• What a great post… I can’t wait to write a similar post myself… This WILL come sooner rather than later. =)

    • Hi Gerard,

      I love your determination and passion in your comment. Can’t wait to hear more so keep us updated :D

      Best regards,
      – Lily

  • Pingback: Aussie lawyer turned photographer: Interview with Holger Mette()

  • It can be done, and you will do it because you don’t have some airy-firy follow your dream idea but a thoroughly planned approach! Quit my corporate job 30 years ago and put into plan a way of becoming self-employed which now allows us to travel when we want to. But these days younger generations also have the benefit of location independant working with the internet. Wish I had it way back then….

  • Tugba H

    HI Lily,
    I’m 17 years old. I’ve been working as a data management intern for about 4 months. I know it’s not long at all, but the job has gotten me really stressed out. Commuting to work and back, and being at a job from 9 to 5 especially in the summer really stresses me out. I want to quit but I also don’t. I feel like I have a huge responsibility to stay, and if I quit I might ruin my future in getting another job (at least my aunt nags me about it). What should I do? (What’s the difference between ‘I hate my job’ and ‘I want to pursue other options’.)?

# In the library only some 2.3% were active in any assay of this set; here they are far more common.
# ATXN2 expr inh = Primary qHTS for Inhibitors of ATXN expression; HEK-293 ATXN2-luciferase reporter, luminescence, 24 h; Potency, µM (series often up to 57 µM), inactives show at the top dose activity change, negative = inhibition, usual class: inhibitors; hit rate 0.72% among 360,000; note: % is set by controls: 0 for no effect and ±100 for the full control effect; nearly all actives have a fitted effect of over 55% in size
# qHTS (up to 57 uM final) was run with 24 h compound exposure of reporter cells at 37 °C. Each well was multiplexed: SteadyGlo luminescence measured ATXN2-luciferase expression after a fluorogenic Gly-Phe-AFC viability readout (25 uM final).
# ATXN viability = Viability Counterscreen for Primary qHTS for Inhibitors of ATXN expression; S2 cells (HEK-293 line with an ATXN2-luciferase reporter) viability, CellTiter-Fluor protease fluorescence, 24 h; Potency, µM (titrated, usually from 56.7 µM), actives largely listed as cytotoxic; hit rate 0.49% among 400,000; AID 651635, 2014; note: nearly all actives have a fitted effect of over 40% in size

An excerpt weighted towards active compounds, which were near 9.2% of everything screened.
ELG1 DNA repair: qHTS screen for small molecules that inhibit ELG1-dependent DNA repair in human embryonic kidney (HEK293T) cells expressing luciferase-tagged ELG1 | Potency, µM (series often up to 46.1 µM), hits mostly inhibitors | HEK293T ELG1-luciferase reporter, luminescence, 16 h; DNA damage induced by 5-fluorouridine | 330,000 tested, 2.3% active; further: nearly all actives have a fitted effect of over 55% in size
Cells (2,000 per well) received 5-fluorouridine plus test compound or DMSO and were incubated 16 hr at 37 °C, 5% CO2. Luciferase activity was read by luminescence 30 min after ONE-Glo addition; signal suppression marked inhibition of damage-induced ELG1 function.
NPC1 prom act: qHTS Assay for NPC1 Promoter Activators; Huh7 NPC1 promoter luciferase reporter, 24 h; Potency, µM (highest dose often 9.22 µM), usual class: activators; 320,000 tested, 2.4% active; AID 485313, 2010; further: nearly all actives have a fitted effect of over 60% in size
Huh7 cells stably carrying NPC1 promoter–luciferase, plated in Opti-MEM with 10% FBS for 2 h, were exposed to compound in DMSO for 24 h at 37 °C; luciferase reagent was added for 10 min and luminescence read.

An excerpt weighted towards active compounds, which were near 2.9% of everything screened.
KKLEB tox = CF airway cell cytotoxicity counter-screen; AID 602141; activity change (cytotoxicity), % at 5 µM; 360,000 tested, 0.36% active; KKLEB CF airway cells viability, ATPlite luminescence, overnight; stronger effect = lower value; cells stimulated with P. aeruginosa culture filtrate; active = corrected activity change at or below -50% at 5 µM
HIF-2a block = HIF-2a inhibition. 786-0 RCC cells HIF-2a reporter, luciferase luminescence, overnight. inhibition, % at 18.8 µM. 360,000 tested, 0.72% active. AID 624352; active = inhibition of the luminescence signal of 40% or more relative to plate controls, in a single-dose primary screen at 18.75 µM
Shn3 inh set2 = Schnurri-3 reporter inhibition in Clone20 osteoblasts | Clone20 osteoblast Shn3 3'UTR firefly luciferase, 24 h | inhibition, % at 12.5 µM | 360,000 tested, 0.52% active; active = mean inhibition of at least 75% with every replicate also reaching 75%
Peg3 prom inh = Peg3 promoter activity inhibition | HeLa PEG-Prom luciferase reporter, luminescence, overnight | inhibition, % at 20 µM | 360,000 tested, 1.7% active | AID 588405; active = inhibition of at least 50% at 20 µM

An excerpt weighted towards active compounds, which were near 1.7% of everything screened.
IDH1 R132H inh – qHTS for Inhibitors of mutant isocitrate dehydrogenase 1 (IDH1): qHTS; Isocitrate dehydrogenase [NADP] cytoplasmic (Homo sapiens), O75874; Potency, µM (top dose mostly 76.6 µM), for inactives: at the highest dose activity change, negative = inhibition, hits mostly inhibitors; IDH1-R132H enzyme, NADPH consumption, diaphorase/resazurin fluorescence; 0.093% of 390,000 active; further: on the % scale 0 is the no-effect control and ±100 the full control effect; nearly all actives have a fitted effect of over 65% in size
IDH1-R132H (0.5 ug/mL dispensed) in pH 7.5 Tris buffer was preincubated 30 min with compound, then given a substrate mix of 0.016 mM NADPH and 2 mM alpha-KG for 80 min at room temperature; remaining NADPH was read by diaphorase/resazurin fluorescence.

• Tony_si

      Don’t stress too much, your only 17 :) And I’m 19 by the way. You won’t ruin your future getting another job, common! It’s only one job out of many that you will have. Grab a pen and paper and write down what your want to do for 8 hours of your day to survive. Get clear on this or else you’ll bounce around a lot of jobs trying to find one that you can live with :)